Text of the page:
Wellhead Compression – Horse Power Bottlenecks
There are three fundamental limits to which all field compressors are subject:
• Compressor rod loading
• Engine horsepower
In addition to calculating the actual engine horsepower by the above equation and comparing it to the name plate rating, the engine exhaust gas temperature should be checked. The engine manufacturer specifies a maximum exhaust temperature for the engine when running at maximum load. If this design temperature is 750°F, while the observed engine exhaust is 600°F, it is quite apparent that the engine is not running at its maximum load. On the other hand, if the cylinder clearance valve is closed a few turns, and the machine slows down (or even stalls) the engine is positively working as hard as it can. Of course, as with a car engine, adjustments to the carburetor and ignition systems can correct horsepower limits.
Do not forget that for a field compressor to develop its rated horsepower, -it must be operating at its maximum design speed. Slowing an engine down without reducing its horsepower load will raise the temperature of the exhaust gas. To economize on the available engine horsepower one can:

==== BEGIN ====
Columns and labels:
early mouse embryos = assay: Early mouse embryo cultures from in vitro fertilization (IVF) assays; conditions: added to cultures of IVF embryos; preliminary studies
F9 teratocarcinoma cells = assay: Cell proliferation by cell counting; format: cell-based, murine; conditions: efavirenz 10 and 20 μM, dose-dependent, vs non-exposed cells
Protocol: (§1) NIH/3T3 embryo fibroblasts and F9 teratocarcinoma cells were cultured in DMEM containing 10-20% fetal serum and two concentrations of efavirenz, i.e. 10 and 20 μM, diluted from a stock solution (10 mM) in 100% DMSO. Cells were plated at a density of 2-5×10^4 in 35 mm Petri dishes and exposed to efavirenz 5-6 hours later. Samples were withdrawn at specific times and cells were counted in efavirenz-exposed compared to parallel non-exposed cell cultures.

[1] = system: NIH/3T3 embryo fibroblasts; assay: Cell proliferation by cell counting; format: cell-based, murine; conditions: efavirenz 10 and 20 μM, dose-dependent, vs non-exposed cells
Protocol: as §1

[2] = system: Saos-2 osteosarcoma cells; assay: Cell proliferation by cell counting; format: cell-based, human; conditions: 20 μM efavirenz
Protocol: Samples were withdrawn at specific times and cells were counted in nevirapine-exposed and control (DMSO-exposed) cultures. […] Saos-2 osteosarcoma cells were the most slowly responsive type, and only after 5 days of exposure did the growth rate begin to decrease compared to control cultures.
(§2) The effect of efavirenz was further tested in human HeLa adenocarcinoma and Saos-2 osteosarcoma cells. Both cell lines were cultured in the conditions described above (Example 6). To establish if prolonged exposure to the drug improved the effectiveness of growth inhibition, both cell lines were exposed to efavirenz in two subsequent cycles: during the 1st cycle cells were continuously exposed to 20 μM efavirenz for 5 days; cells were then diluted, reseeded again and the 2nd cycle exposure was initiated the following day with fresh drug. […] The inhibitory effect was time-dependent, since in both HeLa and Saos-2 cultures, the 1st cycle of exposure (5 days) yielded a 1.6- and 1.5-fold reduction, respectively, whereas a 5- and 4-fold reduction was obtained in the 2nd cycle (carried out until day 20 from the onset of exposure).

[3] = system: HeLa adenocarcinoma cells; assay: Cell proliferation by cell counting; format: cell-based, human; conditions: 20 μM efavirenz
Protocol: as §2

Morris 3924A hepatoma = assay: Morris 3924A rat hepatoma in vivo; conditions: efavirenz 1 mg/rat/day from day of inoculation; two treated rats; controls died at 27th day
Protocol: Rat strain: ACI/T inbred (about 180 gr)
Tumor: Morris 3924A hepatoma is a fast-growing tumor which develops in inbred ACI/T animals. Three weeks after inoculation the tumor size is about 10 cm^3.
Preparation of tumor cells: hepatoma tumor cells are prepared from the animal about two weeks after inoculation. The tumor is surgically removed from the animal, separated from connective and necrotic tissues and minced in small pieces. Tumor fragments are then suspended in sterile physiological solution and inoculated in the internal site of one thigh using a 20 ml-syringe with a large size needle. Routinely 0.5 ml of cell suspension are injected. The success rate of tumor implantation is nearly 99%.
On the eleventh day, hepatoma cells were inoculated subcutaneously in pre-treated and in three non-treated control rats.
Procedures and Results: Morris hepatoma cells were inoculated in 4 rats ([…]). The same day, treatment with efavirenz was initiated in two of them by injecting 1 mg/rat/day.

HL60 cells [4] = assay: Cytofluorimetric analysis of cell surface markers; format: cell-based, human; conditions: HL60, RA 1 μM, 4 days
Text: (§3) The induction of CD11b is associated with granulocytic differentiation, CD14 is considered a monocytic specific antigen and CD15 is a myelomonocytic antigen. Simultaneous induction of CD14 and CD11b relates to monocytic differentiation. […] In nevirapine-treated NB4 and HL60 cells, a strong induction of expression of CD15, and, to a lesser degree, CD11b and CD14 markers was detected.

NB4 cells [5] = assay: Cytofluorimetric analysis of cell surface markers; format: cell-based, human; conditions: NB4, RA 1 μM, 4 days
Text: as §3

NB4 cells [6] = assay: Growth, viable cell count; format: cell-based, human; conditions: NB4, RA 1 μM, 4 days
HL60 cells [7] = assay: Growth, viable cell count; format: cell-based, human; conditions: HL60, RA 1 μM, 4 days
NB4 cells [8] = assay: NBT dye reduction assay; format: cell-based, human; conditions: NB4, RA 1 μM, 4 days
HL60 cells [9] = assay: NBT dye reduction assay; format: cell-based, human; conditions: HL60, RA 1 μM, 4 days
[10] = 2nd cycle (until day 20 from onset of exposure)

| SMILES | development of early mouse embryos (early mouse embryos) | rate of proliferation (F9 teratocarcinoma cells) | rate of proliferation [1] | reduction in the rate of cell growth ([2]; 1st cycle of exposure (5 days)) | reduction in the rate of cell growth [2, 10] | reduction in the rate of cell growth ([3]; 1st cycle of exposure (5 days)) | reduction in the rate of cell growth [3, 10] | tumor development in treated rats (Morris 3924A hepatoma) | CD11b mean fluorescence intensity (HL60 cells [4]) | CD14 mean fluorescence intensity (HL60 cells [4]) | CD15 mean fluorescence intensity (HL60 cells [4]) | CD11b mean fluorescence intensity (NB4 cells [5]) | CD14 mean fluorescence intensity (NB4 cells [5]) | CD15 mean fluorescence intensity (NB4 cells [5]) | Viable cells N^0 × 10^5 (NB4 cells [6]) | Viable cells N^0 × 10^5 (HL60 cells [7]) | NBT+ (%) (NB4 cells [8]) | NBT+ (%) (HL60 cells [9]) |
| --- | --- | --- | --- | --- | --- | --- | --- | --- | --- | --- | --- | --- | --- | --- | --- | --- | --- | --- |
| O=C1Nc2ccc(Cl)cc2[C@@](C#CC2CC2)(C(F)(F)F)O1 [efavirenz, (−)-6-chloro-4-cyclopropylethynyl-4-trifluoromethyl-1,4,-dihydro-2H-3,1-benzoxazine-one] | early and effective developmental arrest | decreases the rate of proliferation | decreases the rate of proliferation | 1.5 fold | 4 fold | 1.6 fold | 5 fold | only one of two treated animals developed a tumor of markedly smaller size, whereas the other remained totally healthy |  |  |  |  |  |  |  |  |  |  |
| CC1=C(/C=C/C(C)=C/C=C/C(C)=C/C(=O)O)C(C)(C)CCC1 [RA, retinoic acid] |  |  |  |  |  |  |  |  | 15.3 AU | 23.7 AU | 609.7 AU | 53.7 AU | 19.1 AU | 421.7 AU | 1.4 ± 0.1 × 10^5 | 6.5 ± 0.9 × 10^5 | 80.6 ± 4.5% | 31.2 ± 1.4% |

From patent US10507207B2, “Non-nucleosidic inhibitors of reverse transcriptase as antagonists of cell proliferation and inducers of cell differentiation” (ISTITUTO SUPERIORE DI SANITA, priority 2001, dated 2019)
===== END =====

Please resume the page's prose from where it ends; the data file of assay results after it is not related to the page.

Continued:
• Minimize pressure drop between the wellhead and the compressor suction. If the pressure difference between these two points exceeds 10 PSIG, there is an unnecessary restriction to flow. Perhaps the positive choke in the wellhead has not been removed. Oft-times the surface piping diameter has not been sized for low pressure gas. Gas heaters, necessary to prevent hydrate formation on high-pressure wells, should be by-passed when field compressors are installed.
• Withdraw gas from the suction of the compressor, rather than the discharge, for engine fuel. A 100 horsepower compressor will require 30 MSCFD of fuel or several percent of the unit’s capacity.
• Do not simply disable compressor valves when either the headend or crank-end is to be taken out of service. Remove the valve assembly completely from the cylinder. Even though the valve plate may have been removed from the suction valve, the remaining portions of the valve will still offer a substantial resistance to flow and hence absorb horsepower.
• By-pass the inter-cooler when on “crank-end” operation; alternately by-pass the after-cooler when on “head-end operation. • Wash the inter-cooler fin tubes to remove bugs and dust. Compressor horsepower required is proportional to gas inlet temperature.
Categories: Wellhead Compression | Tags: Horse Power Bottlenecks, Wellhead Compression | Leave a comment